News

Squatter Pigeon to Remain Listed as Vulnerable in Queensland

On 27 October last year, the Queensland Minister of the Environment released a revised conservation advice for the Vulnerable Squatter Pigeon (southern subspecies) Geophaps scripta scripta.

Whilst at first glance it may seem that this species is readily observed and in plentiful numbers, in reality, the population is contracting north and is now absent from its historic range in New South Wales (despite a few records since 2000) and much of southern Queensland.  

The revised conservation advice was in response to an application from industry to reassess the conservation status of the species, the Threatened Species Scientific Committee (TSSC) was asked to remove the pigeon from the Vulnerable list, thus removing protection for the species under the Commonwealth Environment Protection and Biodiversity Conservation Act 1999 (EPBC Act).  The TSSC ultimately decided to retain the species on the Vulnerable list as 'there is no evidence that the species has undergone any demonstrable recovery since being listed; and that there is insufficient evidence to support a change of status under the EPBC Act'.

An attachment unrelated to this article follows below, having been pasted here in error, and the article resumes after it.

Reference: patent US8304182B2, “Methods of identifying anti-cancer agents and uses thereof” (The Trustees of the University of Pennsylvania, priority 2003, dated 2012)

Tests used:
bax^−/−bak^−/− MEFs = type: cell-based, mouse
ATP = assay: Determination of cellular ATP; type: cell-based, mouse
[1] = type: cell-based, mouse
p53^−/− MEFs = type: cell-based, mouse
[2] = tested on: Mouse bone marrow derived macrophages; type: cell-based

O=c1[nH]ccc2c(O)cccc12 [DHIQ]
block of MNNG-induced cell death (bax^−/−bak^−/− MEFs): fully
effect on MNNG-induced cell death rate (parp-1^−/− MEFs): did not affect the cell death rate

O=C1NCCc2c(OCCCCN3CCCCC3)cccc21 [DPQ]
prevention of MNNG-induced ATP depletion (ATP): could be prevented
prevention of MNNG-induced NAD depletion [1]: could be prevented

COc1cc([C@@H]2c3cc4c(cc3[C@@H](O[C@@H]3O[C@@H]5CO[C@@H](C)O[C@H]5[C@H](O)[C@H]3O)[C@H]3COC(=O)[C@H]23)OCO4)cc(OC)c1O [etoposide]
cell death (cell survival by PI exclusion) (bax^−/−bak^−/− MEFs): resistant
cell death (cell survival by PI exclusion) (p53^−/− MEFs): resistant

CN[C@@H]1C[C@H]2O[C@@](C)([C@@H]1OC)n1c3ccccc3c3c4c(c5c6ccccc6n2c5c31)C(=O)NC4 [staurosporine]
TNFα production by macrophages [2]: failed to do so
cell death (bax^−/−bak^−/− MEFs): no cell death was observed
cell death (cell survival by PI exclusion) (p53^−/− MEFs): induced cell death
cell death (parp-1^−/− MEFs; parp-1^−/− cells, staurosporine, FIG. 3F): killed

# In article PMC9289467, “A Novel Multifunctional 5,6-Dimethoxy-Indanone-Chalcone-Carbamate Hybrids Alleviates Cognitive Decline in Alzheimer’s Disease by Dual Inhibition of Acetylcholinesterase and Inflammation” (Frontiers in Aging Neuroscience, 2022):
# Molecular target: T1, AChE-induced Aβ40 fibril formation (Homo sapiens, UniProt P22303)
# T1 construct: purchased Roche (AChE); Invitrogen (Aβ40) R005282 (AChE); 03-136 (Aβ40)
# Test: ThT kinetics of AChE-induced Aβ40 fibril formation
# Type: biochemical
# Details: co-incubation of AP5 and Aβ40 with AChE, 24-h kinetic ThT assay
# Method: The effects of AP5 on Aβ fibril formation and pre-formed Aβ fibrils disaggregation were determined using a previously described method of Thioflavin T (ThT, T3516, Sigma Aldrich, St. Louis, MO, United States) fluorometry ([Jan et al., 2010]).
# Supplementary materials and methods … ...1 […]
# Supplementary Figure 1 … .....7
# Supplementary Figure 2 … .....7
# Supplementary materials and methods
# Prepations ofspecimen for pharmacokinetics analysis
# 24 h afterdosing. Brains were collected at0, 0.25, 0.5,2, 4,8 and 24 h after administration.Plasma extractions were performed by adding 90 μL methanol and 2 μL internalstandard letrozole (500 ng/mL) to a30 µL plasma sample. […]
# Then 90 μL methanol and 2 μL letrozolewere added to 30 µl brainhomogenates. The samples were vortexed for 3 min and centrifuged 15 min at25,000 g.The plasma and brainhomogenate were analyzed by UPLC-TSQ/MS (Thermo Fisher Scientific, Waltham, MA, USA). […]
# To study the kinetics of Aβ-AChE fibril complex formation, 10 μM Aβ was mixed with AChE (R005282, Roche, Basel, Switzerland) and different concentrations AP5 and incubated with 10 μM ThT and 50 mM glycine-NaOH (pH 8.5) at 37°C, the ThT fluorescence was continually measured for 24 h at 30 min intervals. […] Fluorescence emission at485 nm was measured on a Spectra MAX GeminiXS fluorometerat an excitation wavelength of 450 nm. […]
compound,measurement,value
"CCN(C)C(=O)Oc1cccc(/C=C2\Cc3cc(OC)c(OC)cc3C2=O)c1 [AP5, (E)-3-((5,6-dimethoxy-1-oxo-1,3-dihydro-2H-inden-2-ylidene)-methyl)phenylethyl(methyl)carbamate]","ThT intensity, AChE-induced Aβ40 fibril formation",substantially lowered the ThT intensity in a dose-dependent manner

This decision comes with a blow to many industries in central Queensland where such industries must expend significant amounts of money to search for, assess and sometimes provide habitat offsets for the species when proposing to construct projects that have a significant impact on the species habitat. Despite the pigeon being easily observed in central Queensland (and more often than not around rural homesteads, farm dams and road verges), the species has not recovered from significant declines since the 1870s to warrant removing its protection under the EPBC Act.

Whilst many companies will be frustrated by this decision, the provision of good ecological advice, backed up by rigorous survey data, will enable project proponents to manage this species to the satisfaction of the Department of the Environment and ultimately gain approval in a timely manner.

Contact

If you would like further advice about the Squatter Pigeon or other threatened species, please contact us on 1300 839 325.





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